17. Ben Bowden (395 points, 36 ballots)
Ben Bowden seems destined to be the first player from the 2016 draft to hit the big leagues. After all, he was assigned directly to Low A Asheville after the draft and he threw out of the bullpen exclusively—two markers of a fast mover through the system. After being drafted early in the second round of the 2016 draft, Bowden signed for a slightly above-slot $1.6 million bonus after moving between Vanderbilt's rotation and bullpen during his collegiate career.
The now 22-year-old lefty ended up in the bullpen in college and started that way in the pros, but the Rockies have not ruled out a return to the rotation for him as soon as next year. At Asheville, Bowden threw 23 2⁄3 innings over 26 appearances for the Tourists with a 3.04 ERA. His 29 strikeouts in that time translate to a great 11.0 K/9, though his 5.7 BB/9 and 1.61 WHIP are worrisome—a .373 BABIP boosted the WHIP. Bowden held lefties to a .212 average as well, which is always relevant for a lefty reliever prospect.
A second-round pick typically has at least one major league-caliber tool, and for Bowden it's his low- to mid-90s fastball from the left-hand side. Importantly, Bowden is not a one-trick pony, boasting two secondary pitches and command that grades out as average as well. MLB.com ranked Bowden 67th overall pre-draft and had this to say about him when ranking him 16th in the system:
As a lefty with three pitches and a durable frame, Bowden has the ingredients to pitch in the middle of a big league rotation. His 90-95 mph fastball plays up because it has late life and steep downhill plane. He also shows feel for a sinking changeup and has a three-quarters breaking ball that fluctuates between a low-80s slider and a high-70s curveball.
Colorado is still undecided about Bowden's long-term role. Though he could move quickly as a possible high-leverage reliever, he also has mid-rotation potential and a fresh arm that logged just 96 1/3 innings in three seasons at Vanderbilt. His control and command improved steadily during his college career, but to make it as a starter he'll have to show that he can maintain a quality fastball into the late innings.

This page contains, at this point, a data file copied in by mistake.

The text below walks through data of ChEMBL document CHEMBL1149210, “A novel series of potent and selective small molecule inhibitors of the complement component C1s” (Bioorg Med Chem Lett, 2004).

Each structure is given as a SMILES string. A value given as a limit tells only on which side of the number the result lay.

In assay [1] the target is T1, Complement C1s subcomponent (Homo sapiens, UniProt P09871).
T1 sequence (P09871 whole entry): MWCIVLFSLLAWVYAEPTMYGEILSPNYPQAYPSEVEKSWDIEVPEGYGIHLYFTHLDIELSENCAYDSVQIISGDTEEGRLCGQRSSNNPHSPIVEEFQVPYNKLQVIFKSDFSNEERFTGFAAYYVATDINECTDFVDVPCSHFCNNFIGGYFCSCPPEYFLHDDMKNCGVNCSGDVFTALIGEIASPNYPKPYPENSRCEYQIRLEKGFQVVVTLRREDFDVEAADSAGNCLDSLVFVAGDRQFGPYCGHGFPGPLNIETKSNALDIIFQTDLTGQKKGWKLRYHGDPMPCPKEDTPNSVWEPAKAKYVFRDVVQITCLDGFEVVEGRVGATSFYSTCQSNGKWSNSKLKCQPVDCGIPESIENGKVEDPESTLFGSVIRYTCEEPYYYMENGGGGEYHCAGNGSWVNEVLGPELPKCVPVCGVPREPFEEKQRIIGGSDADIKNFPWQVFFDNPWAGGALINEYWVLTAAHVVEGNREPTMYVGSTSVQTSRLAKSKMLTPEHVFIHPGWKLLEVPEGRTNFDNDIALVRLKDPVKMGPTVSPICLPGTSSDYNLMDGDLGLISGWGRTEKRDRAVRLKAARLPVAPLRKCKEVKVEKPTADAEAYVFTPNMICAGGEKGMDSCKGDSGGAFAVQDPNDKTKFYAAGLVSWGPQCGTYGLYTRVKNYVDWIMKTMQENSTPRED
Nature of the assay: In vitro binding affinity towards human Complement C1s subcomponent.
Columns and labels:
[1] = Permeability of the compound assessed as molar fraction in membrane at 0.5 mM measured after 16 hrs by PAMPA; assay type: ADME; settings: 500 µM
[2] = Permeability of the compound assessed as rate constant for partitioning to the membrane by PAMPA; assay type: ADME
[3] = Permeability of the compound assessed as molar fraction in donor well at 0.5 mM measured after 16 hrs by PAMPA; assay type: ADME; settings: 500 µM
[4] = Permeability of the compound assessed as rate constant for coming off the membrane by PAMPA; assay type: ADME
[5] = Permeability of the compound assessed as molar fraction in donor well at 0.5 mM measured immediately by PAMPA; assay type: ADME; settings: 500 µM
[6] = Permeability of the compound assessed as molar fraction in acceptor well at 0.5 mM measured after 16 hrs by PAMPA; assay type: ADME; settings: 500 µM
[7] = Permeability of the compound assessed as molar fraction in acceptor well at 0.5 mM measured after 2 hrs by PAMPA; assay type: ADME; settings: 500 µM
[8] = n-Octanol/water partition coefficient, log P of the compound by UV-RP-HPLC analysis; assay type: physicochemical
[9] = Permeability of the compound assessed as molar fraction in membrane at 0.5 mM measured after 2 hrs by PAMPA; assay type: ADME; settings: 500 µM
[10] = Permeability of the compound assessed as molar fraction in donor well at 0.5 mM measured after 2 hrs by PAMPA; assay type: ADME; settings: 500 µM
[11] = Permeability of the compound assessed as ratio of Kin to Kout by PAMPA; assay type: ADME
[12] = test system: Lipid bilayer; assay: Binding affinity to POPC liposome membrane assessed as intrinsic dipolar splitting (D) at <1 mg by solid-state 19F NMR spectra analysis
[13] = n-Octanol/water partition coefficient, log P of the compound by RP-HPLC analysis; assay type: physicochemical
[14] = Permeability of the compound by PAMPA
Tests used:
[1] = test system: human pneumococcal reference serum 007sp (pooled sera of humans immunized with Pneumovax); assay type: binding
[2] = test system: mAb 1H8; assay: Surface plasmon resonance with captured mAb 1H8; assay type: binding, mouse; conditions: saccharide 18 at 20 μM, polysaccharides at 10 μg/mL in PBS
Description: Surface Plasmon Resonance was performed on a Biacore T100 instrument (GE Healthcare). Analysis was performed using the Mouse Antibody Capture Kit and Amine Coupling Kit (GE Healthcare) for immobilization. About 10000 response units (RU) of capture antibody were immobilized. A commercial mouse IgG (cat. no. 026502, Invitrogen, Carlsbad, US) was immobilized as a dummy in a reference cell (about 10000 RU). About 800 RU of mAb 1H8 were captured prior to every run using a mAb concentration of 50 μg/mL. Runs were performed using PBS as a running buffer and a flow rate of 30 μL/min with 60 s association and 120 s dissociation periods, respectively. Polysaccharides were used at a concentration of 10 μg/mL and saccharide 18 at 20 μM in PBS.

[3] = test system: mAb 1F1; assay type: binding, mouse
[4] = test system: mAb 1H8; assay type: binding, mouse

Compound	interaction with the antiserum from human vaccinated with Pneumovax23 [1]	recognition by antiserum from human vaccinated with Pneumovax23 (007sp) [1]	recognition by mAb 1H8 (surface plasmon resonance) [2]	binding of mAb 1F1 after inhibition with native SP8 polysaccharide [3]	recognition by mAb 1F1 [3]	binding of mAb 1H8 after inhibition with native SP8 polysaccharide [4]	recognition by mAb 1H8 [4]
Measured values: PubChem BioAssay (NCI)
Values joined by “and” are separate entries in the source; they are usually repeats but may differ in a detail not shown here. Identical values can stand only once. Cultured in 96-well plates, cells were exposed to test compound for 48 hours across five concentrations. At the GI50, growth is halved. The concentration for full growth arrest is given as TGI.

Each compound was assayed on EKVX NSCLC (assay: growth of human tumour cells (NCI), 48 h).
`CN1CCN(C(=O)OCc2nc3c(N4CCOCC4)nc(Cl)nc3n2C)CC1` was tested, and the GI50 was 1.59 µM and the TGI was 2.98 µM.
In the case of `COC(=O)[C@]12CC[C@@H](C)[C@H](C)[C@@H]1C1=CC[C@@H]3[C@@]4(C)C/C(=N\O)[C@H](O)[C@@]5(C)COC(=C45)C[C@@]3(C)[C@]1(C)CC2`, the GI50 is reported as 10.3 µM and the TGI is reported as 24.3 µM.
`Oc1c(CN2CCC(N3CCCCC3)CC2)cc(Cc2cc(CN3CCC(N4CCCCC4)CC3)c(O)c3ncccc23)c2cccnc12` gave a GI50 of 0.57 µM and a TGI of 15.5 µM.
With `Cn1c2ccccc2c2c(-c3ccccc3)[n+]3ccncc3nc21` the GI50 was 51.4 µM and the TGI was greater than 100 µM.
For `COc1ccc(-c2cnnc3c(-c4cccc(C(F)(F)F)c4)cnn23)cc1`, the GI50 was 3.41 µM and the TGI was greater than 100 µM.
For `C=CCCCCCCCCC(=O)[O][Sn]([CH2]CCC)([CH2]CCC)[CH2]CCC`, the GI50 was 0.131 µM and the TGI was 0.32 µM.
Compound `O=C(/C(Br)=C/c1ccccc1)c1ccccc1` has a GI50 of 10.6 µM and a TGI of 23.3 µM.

Eric Longenhagen of FanGraphs is high on Bowden, ranking him 12th in the system:
Having spent the lion’s share of his career at Vanderbilt in relief, Bowden has a relatively fresh arm. He made five mostly mediocre starts mid-year for Vanderbilt before kicking back into the bullpen, where he finished the year. He pumps mid-90s gas with downhill plane and has a workhorse body but the quality of the repertoire suppresses enthusiasm about Bowden’s chances of starting in pro ball. His changeup flashes above average and could be plus at peak, but the slider would do well just to get to average and it may only play against lefties at the upper levels. The fastball/changeup combo should play in a relief role, but moving Bowden into a minor-league rotation to start 2017 allows Colorado to give it a chance to take and also allows Bowden’s pitches to get more reps than they would in a relief role. I ultimately expect Bowden to become a fastball/changeup reliever, and think it plays in a setup role.
The question of what the Rockies decide Bowden's path is going forward—starter or reliever—will determine in large part his ceiling as a prospect. In relief, Bowden has the potential to move quickly, a la Rex Brothers, perhaps as soon as 2018. If he's a starter, I think the more likely gestation period lasts into 2019. If he's a reliever, Bowden is an intriguing high-leverage option who would probably settle into a set-up role. As a starter, he's a potential mid-rotation guy. I hope Colorado tries him as a starter in Lancaster next year to see if he can hack it there.
Because of the uncertainty around him, Bowden was a tough guy for me to rank, but the combination of stuff and pedigree ultimately led me to place him 19th on my personal ballot. Currently I'd give him a 45 Future Value as a potential mid-rotation starter or late-inning reliever.